FaithNet is a program offered through the national NAMI group to encourage faith communities to become welcoming and supportive of persons and families living with mental illness.

To help with what Mike Tanner calls “a gap” between the presence of mental health issues and the awareness of them by the faith community, National Alliance on Mental Illness’s High Country chapter is hoping to get church members talking about mental illness.

Tanner serves as the president of NAMI High Country and is a retired Episcopal priest. He said that he has often seen that people may not disclose their struggles with mental illness even in their church communities due to the stigma fed by misinformation.

“There is shame and fear associated with saying to someone, ‘I’m struggling with depression’ or ‘I’m struggling with bipolar disorder,’” Tanner said. “We have this disconnect. We have the presence of mental health issues everywhere. It touches every family and every community, but it’s often not spoken about. Because they don’t speak of it, they don’t get support from people in churches who might respond very well or might need some education.”

NAMI High Country recently announced that it is bringing FaithNet resources to the area. FaithNet is a network facilitated by the national NAMI group to encourage faith communities to become welcoming and supportive of persons and families living with mental illness, according to NAMI.

“We are well positioned to direct people to the professional help they need, but we are also well positioned to offer them what professionals cannot offer — at least not in the current environment in which mental health services are poorly funded and often limited to direct care — we can offer communities of compassion and hope,” Tanner said. “We can embrace them as God’s beloved in spite of the stigma that plagues the lives of people affected by mental illness.”

FaithNet — found by visiting — offers information on support groups, additional education and discussion topics surrounding the matter of mental illness. NAMI High Country is now offering 30-minute FaithNet presentations for faith communities about how churches can help in cases of mental illness. Faith communities can invite local NAMI members or mental health professionals to speak to their congregations.

If interested, NAMI High Country can then connect faith communities to support groups, free trainings and other resources, Tanner said. NAMI volunteers can equip congregation members to support individuals and families affected by mental illness through prayer, hospital and home visits, support groups and inclusion in worship and other activities.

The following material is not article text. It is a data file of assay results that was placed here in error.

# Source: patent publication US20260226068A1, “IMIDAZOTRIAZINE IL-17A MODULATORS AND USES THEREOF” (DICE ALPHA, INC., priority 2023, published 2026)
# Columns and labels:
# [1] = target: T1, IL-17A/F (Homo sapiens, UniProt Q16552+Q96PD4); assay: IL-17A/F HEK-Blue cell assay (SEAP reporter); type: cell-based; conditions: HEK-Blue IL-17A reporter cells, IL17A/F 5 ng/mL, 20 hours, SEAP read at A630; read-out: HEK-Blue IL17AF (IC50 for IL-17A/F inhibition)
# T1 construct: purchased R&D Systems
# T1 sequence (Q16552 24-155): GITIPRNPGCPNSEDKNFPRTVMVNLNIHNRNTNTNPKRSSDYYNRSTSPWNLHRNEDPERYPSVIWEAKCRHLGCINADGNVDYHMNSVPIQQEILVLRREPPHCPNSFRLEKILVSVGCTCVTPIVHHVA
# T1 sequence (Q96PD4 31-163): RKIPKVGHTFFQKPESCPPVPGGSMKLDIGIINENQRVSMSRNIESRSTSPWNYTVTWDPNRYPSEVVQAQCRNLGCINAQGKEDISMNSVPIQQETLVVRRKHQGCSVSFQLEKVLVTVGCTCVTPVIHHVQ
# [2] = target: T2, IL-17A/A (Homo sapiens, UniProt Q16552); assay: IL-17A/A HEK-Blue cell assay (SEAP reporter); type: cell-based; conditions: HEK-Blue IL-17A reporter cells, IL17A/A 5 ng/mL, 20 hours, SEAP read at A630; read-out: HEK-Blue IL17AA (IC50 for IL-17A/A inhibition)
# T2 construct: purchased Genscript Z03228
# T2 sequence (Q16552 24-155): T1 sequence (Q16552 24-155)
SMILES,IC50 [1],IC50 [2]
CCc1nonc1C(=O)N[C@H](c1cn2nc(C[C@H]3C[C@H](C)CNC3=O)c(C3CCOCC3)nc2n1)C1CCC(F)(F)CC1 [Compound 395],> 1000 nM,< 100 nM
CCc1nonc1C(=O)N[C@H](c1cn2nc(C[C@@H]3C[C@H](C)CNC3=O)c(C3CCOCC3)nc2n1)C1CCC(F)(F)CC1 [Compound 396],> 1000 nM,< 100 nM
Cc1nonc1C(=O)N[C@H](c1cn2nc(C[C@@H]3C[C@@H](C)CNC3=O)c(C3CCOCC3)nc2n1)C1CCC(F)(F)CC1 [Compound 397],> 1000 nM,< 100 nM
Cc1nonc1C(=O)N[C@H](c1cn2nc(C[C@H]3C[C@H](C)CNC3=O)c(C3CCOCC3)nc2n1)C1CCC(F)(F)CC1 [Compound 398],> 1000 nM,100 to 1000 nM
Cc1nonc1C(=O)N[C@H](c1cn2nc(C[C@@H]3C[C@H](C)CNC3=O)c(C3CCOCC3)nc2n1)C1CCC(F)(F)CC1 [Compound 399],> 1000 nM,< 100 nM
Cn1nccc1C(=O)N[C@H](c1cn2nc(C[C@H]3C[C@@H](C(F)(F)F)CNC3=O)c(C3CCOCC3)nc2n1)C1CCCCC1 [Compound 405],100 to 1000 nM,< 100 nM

NAMI High Country is offering its first free FaithNet “Bridges of Hope” presentation at a public meeting at 6:30 p.m. on Feb. 3 at the Watauga Public Library. A light meal will be served, so attendees are asked to RSVP.

“Mental illness affects nearly 60 million Americans every year,” according to NAMI. “Regardless of race, age, religion or economic status, mental illness impacts the lives of at least one in four adults and one in 10 children across the United States. People living with mental illness need help and hope. They need a community that supports them, their families and recovery.”

Tanner said that he started serving at a church in Atlanta in 2006 that had a population where 60 percent of the members had a mental illness of sorts. He said people with mental illness would “flock” to that church because they felt accepted there and could “come as they are.”

“One of the questions that came to me as I worked with that church, why did it take getting into my mid-50s for me to pay attention to mental illness in our society and in our churches?” Tanner said. “I’ve been in churches all my life. With a few exceptions, very little was said in church about mental health issues. It was whispered about, never said outright. Nobody ever said, ‘This is not because they’re a bad person. It’s not because they’re weak. It’s because they’re sick.’”

While talking with a parishioner, Tanner said he was told that when she had a physical illness people would bring her casseroles. But when she struggled with depression, she didn’t have any support.

“We take care of each other if there’s cancer or diabetes or heart attacks,” Tanner said. “We rally around each other to help. But when it comes to mental health issues we don’t know what to do, and often don’t tell each other that we need help. Church is a place that can happen.”

Tanner also found that there were struggles with mental illness within his own family. He retired from the church in 2014, and said wherever he went next should be a church that worships with an openness to mental illness. He now attends at St. Luke’s Episcopal Church, and said the church supports this way of thinking.

“This is an important issue as much as feeding the hungry, clothing the naked, visiting the sick and housing the homeless — all of the social issues that churches try to help with,” Tanner said.

According to NAMI High Country, its all-volunteer group works tirelessly to raise awareness and supply essential education, advocacy and support group programs for people in the High Country affected by mental illness. It invites the public to take part in its programs and to join as volunteers. For more information, contact Tanner at, or visit NAMI High Country’s website at

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